# Measuring the value of g

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Thread starter 6 years ago
#1

I have difficulty understanding the answer to q 9b why the experiment is not measuring the actual g ???

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Thread starter 6 years ago
#2
Anyone.?

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6 years ago
#3
(Original post by Lamalam)
Anyone.?

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Perhaps you could post up the whole question then, starting from part A?
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6 years ago
#4
(Original post by Lamalam)
Anyone.?

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Edit - Ignore this, look at my other post
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Thread starter 6 years ago
#5
(Original post by Doctor_Einstein)
Perhaps you could post up the whole question then, starting from part A?
I attaches two pictures in this thread,so i did attached a complete question. what more info do you need>>[email protected]@
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Thread starter 6 years ago
#6
(Original post by Arithmeticae)
Because some of the force is used up to make the pendulum move, so not all of it will be left and you won't be finding the exact value of g.
i though g is actually the acceleration , isn't it?
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6 years ago
#7
(Original post by Lamalam)
i though g is actually the acceleration , isn't it?
The external forces mean that your calculation isn't 100% accurate, because they mean that you're not just measuring acceleration due to gravity (F=ma)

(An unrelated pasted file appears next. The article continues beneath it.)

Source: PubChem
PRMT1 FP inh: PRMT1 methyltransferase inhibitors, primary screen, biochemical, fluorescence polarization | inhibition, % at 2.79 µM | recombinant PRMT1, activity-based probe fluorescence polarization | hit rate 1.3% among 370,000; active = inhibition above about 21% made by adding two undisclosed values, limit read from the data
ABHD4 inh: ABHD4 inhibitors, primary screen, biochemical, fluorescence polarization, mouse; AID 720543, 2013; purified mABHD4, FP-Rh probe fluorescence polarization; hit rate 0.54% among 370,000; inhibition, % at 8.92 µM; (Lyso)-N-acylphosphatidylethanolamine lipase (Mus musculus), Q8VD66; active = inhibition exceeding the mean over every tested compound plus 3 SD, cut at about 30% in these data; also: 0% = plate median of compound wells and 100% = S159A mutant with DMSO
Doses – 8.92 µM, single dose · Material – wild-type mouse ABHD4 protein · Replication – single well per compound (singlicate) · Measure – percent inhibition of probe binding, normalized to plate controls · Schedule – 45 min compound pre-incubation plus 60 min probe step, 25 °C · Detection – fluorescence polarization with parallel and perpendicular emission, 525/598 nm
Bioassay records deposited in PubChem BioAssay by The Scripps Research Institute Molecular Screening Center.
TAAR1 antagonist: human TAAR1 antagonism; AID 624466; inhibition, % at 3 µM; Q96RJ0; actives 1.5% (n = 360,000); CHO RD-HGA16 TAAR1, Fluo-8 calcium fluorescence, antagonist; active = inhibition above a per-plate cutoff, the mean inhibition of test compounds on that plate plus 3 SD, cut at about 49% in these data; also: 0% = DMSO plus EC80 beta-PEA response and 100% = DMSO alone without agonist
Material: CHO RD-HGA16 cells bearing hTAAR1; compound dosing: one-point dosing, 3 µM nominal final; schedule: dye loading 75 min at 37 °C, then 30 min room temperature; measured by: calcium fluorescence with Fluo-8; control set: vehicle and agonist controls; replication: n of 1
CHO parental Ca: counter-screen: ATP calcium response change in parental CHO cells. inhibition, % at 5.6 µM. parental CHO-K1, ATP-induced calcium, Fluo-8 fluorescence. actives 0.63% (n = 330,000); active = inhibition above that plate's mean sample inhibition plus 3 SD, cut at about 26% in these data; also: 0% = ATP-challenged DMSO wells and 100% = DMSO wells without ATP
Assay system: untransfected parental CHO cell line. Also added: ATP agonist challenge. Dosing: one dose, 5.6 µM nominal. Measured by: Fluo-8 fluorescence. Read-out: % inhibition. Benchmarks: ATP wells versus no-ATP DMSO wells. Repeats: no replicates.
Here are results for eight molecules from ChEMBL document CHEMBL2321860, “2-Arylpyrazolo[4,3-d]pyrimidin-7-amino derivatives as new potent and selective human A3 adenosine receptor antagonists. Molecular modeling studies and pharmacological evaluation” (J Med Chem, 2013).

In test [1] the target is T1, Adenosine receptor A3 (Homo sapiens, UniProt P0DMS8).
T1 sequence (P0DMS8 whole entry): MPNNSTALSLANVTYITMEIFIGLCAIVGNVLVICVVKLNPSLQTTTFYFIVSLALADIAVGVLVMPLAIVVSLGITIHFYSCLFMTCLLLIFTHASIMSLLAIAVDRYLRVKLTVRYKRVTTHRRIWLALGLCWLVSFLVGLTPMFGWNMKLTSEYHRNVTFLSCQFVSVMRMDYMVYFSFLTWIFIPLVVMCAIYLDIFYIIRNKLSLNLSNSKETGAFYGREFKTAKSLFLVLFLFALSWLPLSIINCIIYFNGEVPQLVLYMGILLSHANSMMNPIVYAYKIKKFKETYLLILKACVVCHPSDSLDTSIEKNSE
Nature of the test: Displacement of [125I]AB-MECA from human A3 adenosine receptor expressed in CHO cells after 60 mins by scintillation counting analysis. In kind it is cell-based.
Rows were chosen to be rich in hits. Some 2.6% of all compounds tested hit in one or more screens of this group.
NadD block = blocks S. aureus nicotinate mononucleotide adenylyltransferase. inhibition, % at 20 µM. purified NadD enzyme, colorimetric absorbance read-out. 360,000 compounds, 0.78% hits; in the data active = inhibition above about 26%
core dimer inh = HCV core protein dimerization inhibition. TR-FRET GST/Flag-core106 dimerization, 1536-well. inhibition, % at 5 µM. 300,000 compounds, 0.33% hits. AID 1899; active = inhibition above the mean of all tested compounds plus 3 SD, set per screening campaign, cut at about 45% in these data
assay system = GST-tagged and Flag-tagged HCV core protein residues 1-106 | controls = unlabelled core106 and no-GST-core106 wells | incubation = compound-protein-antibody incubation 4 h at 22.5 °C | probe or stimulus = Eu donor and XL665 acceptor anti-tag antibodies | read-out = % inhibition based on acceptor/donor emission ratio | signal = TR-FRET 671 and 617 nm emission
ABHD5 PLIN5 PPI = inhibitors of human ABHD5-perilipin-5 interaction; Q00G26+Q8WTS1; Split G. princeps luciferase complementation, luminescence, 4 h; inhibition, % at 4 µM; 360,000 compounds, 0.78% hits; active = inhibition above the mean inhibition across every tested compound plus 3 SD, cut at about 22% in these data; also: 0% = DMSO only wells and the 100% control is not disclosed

Edit - Seems a bit of a strangely worded question, you are still calculating g (just that your calculations may not be exactly right due to external forces from the rotation of the earth.)
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6 years ago
#8
(Original post by Lamalam)
I attaches two pictures in this thread,so i did attached a complete question. what more info do you need>>[email protected]@
Sorry, my bad. It was all on one line without a space so I thought it was just one link.
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6 years ago
#9
(Original post by Lamalam)

I have difficulty understanding the answer to q 9b why the experiment is not measuring the actual g ???

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The experiment is measuring the value of g. However the value of g is less at the equator than at the poles because of two effects.

1. Centrifugal force (a fictitious force resulting from the Earth's rotation)

2. The Earth bulges slightly at the equator

The combination of 1 and 2 gives rise to a reduced value for g at the equator compared to the poles.

So your teacher is wrong to say that the true value of g isn't being measured. It is being measured and objects here at the equator will accelerate to the Earth with an acceleration of g as derived from the pendulum experiment - but it is less than you would get at the poles. The true value of g however varies depending on where you are on the Earth's surface.

I can see what your teacher is getting at however. Because if you use the equation g = Gm/r^2, you will obtain a greater value than that obtained from the pendulum experiment. This is because part of the Gm/r^2 force goes into maintaining the orbit of the apparatus around the equator (centrifugal force), and only some of it contributes to downward acceleration. I however take g to be the downward acceleration due to gravity, not Gm/r^2, but definitions will vary person to person.
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